Tesla (NASDAQ:TSLA) crushed it in Q4. Investors cheered the company's better-than-expected adjusted earnings per share, $1 billion of free cash flow, and announcement that the Model Y is already in production. Shares surged on the news, climbing 10% on the day following the earnings release.

As investors look over the quarter's results, there are some notable takeaways from the electric-car maker's earnings call as well. During the call, management discussed demand for its recently unveiled Cybertruck, expectations for the Model Y's production ramp, how the coronavirus could impact Tesla, and more.

Here's a look at some key things management said during the call.

Tesla's Cybertruck

Tesla Cybertruck. Image source: Tesla.

Tesla is seeing strong demand for its Cybertruck

It was clear within a few days of the unveiling of Tesla's first electric truck that there was a robust market for the vehicle. The automaker racked up 200,000 reservations for the truck within about three days of its unveiling.

But how has demand for the vehicle played out since then? While we don't have any precise figures on Cybertruck reservations since then, there's enough interest in the truck to have management upbeat about the vehicle's prospects.

"I have never seen actually such a level of demand as this -- we've never seen anything like it basically," said CEO Elon Musk during Tesla's fourth-quarter earnings call. "I think ... we'll sell as many as we can make, it's going to be pretty nuts."

But investors will have to wait a while to see how sales of the truck actually fare. The automaker doesn't plan to bring it to market until late 2021.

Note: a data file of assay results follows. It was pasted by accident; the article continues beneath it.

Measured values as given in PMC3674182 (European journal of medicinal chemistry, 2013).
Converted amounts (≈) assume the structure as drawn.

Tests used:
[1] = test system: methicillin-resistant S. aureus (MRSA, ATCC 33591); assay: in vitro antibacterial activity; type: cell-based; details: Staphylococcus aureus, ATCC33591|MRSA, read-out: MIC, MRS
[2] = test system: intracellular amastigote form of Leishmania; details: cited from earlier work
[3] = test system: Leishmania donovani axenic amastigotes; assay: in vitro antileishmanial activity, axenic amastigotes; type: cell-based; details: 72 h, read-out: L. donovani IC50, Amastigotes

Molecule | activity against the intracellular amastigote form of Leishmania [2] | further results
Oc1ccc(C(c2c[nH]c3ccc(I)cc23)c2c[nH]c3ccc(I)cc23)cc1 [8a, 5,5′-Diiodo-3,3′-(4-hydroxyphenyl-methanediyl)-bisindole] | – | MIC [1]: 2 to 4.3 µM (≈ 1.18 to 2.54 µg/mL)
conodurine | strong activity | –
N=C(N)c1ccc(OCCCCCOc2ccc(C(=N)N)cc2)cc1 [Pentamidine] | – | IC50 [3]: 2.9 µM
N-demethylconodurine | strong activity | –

Tesla's business has become self-funding

While Tesla has been emphasizing for several quarters in a row now that it believes its business has grown to the point of being self-funding, there's still speculation on the Street that the automaker might raise capital. But Musk insisted that Tesla has more than enough capital to fund its investments.

"[W]e're spending money ... efficiently and we're not artificially limiting our progress. And then, despite all that, we are still generating positive cash," Musk said. "So, in light of that, it doesn't make sense to raise money because we expect to generate cash despite this growth level."

Expectations for Model Y

Tesla surprised investors in its fourth-quarter update when it said it had already started production of its Model Y and that the deliveries of the vehicle would begin by the end of March.

Management provided further context on its expectations for the crossover utility vehicle during the earnings call.

"On Model Y, we expect first deliveries and limited quantities later this quarter and will ramp over subsequent quarters," explained Tesla CFO Zachary Kirkhorn. Further, Kirkhorn importantly noted that Tesla is "forecasting higher gross margins on Model Y compared to the Model 3."

How the coronavirus could impact Tesla

Of course, Tesla also commented on the impact of the current coronavirus outbreak on its business, just as every company with operations or meaningful sales in China seems to be doing this earnings season.

The CFO noted that Tesla is currently expecting a one- to one-and-a-half-week delay in the production ramp of its Model 3s at its Shanghai factory "due to a government-required factory shutdown." But Kirkhorn didn't seem worried about how this would affect Tesla. "This may slightly impact profitability for the quarter, but is limited as the profit contribution from Model 3 Shanghai remains in the early stages," said Kirkhorn.

Further, management said it is monitoring the situation to see if it could impact its supply chain for cars built in California. "So far we're not aware of anything material, but it's important to caveat that this is an evolving story," the CFO explained. "However, we have more than sufficient cash to continue our expansion plans, while further strengthening the balance sheet."